4. The 25th Annual Putnam County Spelling Bee
Not every high school musical needs to have a big chorus. If you're looking for a strong ensemble piece that can be environmentally staged in your very own gymnatorium, look no further than Spelling Bee. As you might have surmised, it depicts a spelling bee and the strange assortment of kids and adults drawn to such an event. Composer William Finn has written some great character numbers in which bigger performances are almost always better, which is often the ethos for young actors. Plus, the scholastic setting means that the show won't put too much of a strain on the design budget. If your drama program has little money, but loads of talent, Spelling Bee is the show for you.
5. The Music Man
Sixty years after it first bowed on Broadway, Meredith Willson's musical about traveling instrument salesman Harold Hill remains one of the most produced musicals in the MTI catalogue. And it's little wonder: With great characters, big ensemble numbers, and an always relevant story about the chicanery of conmen, The Music Man is the great American high school musical. Enterprising directors might even use the show as an opportunity to forge closer ties with the marching band through a spectacular finale sure to have everyone in the audience moving in lockstep.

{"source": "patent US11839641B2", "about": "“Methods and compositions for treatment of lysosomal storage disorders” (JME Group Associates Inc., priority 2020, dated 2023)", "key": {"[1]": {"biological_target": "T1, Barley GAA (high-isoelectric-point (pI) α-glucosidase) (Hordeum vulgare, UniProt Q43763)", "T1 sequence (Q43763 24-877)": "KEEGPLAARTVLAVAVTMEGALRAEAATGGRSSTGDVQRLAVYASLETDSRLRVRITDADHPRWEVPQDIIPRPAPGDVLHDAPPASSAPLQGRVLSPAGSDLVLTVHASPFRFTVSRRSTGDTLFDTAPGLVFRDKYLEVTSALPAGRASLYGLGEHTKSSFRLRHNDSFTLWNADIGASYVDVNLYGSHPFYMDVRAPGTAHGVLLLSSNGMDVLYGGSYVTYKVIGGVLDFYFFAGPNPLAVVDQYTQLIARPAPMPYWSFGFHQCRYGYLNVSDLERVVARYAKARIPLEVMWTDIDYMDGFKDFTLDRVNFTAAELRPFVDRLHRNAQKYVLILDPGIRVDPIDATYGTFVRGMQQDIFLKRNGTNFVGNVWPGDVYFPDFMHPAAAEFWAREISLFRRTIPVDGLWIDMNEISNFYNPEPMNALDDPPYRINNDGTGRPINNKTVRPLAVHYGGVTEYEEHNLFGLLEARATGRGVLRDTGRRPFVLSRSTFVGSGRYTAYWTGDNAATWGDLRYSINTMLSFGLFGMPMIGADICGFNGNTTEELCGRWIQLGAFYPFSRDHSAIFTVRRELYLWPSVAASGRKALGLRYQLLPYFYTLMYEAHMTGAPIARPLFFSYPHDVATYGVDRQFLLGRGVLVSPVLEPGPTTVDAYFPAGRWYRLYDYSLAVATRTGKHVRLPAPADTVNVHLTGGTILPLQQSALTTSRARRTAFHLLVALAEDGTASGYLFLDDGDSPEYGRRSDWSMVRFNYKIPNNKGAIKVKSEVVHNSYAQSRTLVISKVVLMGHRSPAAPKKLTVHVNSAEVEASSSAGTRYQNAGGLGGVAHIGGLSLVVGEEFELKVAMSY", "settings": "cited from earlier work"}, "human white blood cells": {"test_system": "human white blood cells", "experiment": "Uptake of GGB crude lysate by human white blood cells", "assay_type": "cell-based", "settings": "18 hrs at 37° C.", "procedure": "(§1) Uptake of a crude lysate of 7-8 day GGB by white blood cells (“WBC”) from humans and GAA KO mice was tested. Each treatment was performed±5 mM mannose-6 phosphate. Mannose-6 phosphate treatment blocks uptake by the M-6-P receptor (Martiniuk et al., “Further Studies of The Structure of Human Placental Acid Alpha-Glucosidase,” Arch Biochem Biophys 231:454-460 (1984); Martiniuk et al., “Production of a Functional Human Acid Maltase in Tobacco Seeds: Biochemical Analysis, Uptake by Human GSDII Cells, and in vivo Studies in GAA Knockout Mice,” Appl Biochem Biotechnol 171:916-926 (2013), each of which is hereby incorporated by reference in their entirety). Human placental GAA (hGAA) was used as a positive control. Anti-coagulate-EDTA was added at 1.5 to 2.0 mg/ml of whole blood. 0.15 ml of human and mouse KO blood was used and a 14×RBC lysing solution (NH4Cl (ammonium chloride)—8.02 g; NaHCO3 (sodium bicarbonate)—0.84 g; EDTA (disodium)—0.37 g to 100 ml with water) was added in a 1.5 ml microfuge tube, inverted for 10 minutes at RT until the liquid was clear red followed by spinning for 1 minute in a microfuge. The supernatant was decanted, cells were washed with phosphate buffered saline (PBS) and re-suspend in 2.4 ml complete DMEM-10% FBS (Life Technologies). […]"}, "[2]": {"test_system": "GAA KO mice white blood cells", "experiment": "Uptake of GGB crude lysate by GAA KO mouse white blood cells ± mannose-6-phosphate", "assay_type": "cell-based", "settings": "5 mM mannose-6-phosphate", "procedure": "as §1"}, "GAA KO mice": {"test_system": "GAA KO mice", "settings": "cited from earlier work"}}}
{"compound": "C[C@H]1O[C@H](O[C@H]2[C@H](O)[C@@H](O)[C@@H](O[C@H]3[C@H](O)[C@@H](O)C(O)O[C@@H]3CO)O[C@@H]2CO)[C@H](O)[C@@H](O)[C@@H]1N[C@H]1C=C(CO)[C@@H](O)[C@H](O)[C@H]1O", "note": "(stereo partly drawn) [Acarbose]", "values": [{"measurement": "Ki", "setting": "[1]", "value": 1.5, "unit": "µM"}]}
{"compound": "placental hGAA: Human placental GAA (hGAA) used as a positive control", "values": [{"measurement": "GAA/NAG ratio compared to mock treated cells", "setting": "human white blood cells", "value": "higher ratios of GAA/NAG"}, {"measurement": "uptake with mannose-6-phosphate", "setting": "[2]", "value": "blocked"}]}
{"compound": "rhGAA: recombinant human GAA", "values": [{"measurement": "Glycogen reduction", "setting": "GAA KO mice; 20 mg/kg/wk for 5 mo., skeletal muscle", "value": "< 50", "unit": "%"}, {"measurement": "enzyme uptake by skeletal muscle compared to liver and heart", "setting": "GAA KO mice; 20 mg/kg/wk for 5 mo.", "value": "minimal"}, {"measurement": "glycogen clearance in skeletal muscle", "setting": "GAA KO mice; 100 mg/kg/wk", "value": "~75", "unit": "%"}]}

6. Beauty and the Beast
In all likelihood, Disney was the introduction to musical theater for most of today's high schoolers. That's been true since Hamilton composer Lin-Manuel Miranda was a kid who fell in love with The Little Mermaid. With its unforgettable score, fantastical design, and huge cast of singing, dancing household objects, Beauty and the Beast is a surefire way to get students excited about the high school musical. These are the roles they've been rehearsing since they were old enough to sashay across the living room coffee table during "Be Our Guest."
An adventurous choice for a high school, this sprawling musical about the rapid social change that took place in the United States at the dawn of the last century also has the potential to be the most rewarding. If produced well, its story of dreams and disappointment has the ability to teach us more about the land of the free than 10 AP American history classes. Its huge cast of characters, many based on real people, gives student actors the opportunity to shine in speaking parts. Ragtime is the perfect choice for a big, diverse high school and a drama department with several budding stars. This is a show actors and audiences will be talking about for years.
- Les Miserables
- The Music Man
- The 25th Annual Putnam County Spelling Bee
- William Finn
- Fiddler on the Roof
- Beauty and the Beast
- Meredith Willson
- Something Rotten!
- Musical Theatre International